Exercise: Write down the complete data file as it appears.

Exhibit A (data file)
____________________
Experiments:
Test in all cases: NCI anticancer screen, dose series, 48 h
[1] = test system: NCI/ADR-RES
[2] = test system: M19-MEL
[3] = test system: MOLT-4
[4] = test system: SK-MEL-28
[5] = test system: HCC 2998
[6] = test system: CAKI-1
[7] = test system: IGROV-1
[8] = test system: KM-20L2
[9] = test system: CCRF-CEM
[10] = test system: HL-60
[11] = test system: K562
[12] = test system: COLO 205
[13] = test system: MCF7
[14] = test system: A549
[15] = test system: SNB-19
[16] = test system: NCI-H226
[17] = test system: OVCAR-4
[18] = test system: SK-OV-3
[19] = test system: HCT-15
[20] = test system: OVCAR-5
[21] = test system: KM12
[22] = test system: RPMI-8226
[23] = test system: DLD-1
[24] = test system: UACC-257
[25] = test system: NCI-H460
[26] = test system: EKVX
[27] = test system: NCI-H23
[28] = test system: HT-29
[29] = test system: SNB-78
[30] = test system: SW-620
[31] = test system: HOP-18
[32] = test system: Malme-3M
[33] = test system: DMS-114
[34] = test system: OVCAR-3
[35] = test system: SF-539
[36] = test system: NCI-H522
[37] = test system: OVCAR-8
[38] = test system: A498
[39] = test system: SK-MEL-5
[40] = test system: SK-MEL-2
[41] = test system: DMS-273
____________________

Experiments:
Test in all cases: NCI anticancer screen, dose series, 48 h
[1] = test system: NCI/ADR-RES
[2] = test system: M19-MEL
[3] = test system: MOLT-4
[4] = test system: SK-MEL-28
[5] = test system: HCC 2998
[6] = test system: CAKI-1
[7] = test system: IGROV-1
[8] = test system: KM-20L2
[9] = test system: CCRF-CEM
[10] = test system: HL-60
[11] = test system: K562
[12] = test system: COLO 205
[13] = test system: MCF7
[14] = test system: A549
[15] = test system: SNB-19
[16] = test system: NCI-H226
[17] = test system: OVCAR-4
[18] = test system: SK-OV-3
[19] = test system: HCT-15
[20] = test system: OVCAR-5
[21] = test system: KM12
[22] = test system: RPMI-8226
[23] = test system: DLD-1
[24] = test system: UACC-257
[25] = test system: NCI-H460
[26] = test system: EKVX
[27] = test system: NCI-H23
[28] = test system: HT-29
[29] = test system: SNB-78
[30] = test system: SW-620
[31] = test system: HOP-18
[32] = test system: Malme-3M
[33] = test system: DMS-114
[34] = test system: OVCAR-3
[35] = test system: SF-539
[36] = test system: NCI-H522
[37] = test system: OVCAR-8
[38] = test system: A498
[39] = test system: SK-MEL-5
[40] = test system: SK-MEL-2
[41] = test system: DMS-273